Lotus technical chief James Allison has moved to explain the reasoning behind the decision to use a stepped nose on the new E20.

The Enstone-based team became the fourth team to unveil a car with a stepped nose, with McLaren the only team of the first five not to have used the design.

Speaking in an interview during the video broadcast of the Lotus challenger from its Enstone base, Allison explained the reasoning for the stepped feature, with a desire to improve safety going hand-in-hand with the need to retain downforce under the new regulations.

"Up at the front of the car, there is a very obvious changes, there is a distinctive slope to the nose," he said. "The reason for this is for years you will gradually notice that the height of the nose has been coming up and up as there is more downforce if you raise the bodywork at the front of the car.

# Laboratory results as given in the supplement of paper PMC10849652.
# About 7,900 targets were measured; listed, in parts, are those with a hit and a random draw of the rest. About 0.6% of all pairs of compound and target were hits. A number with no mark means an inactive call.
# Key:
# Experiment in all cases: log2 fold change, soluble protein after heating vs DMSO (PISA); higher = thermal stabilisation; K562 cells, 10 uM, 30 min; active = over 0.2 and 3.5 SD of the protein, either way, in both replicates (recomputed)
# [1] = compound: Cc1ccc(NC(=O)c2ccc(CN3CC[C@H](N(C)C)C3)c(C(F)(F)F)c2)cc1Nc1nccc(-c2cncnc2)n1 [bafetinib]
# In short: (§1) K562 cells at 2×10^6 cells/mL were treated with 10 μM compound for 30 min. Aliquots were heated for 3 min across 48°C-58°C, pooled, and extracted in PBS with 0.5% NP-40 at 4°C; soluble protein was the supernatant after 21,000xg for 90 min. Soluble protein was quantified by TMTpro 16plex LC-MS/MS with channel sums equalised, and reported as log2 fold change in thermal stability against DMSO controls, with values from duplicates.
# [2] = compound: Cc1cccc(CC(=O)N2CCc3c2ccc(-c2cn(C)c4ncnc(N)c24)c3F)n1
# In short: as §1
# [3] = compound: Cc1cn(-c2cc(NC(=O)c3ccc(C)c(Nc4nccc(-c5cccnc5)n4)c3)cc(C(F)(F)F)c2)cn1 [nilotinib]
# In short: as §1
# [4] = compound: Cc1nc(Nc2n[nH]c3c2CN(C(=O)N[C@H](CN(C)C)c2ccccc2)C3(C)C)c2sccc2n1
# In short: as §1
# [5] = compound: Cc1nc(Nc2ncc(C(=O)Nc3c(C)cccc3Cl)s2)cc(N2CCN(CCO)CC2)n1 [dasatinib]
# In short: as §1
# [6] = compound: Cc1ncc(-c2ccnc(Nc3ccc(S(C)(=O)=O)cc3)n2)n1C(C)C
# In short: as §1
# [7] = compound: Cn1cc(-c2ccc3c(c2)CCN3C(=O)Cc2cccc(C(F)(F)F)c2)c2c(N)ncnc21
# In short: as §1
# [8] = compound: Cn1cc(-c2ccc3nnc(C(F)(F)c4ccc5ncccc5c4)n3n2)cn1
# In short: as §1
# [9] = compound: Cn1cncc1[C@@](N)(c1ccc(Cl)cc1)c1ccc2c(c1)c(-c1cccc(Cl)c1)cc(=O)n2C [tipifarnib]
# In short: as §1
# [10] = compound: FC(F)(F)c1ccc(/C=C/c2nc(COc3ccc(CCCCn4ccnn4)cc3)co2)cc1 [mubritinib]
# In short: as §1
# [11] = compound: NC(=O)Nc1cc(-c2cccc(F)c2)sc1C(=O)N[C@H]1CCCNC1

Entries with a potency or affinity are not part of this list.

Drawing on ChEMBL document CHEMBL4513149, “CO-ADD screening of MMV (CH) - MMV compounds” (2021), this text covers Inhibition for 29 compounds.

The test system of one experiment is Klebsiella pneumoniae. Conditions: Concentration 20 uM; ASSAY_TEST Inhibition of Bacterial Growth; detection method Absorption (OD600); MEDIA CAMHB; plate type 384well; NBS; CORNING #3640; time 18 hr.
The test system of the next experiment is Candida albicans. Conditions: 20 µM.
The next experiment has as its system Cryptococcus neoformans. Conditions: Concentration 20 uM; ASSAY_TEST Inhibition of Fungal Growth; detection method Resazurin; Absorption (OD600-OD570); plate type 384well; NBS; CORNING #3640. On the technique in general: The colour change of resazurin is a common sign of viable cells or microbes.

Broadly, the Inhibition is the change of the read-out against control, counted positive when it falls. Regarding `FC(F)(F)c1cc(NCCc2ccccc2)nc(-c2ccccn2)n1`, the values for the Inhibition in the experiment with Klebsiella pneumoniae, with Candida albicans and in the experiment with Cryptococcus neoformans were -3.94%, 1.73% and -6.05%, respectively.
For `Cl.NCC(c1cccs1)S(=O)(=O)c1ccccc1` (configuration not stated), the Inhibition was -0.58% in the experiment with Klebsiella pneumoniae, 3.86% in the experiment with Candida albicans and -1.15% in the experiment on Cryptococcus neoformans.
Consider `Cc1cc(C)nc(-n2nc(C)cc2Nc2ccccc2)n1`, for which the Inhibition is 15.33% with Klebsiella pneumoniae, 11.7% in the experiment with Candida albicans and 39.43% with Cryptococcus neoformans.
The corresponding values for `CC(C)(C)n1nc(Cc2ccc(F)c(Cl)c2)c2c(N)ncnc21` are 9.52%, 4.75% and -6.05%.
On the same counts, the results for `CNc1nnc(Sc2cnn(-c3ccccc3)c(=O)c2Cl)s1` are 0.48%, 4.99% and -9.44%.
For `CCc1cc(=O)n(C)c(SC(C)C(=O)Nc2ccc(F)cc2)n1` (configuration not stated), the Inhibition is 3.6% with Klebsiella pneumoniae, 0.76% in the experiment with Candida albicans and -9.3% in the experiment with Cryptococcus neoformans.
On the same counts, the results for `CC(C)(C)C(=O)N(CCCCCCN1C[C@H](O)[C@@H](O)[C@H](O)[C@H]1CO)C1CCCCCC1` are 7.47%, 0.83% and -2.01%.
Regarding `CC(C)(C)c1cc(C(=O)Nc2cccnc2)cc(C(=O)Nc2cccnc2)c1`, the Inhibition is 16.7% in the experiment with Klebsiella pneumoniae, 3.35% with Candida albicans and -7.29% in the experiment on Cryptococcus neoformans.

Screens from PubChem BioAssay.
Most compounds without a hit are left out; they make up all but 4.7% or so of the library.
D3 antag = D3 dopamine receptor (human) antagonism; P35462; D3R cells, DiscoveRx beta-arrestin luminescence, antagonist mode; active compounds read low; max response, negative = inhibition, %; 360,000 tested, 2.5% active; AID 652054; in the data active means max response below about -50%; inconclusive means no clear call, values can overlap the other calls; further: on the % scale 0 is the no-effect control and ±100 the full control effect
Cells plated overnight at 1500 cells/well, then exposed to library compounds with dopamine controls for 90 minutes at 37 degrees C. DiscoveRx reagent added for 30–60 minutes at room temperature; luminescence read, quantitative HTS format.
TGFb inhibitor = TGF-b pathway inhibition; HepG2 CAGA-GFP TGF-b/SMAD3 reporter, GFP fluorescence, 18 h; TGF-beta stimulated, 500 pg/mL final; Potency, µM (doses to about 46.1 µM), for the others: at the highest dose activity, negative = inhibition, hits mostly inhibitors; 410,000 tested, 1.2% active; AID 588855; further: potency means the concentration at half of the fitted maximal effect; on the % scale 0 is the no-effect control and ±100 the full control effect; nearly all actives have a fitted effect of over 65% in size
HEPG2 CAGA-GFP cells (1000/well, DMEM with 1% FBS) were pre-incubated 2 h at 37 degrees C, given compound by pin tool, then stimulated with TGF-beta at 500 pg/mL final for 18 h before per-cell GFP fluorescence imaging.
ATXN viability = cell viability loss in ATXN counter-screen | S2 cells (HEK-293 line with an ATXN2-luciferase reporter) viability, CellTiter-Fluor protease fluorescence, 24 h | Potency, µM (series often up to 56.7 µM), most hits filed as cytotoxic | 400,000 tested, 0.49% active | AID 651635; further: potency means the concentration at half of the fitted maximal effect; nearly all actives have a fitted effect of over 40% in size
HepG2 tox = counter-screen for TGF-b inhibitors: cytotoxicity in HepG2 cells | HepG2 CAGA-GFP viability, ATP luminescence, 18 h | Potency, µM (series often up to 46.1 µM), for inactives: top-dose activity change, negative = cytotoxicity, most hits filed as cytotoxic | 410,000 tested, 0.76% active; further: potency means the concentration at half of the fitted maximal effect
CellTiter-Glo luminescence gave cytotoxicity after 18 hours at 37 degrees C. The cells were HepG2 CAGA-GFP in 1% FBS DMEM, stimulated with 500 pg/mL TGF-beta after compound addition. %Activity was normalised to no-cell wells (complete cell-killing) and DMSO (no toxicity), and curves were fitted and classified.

"However, the problem with that high nose is that eventually the nose can get to a height that if there were to be a T-bone crash the tip of the nose could be so high that it exceeds the height of the cockpit of the other car. Clearly that's a very poor situation as you don't want the driver's head having a nose slamming into it from the side.

"And so for this year we agreed that the tips of the noses all had to be lowered by a considerable amount. But the rule itself doesn't require the front of the car to be lower, it only requires the tip of the nose to be lowered."

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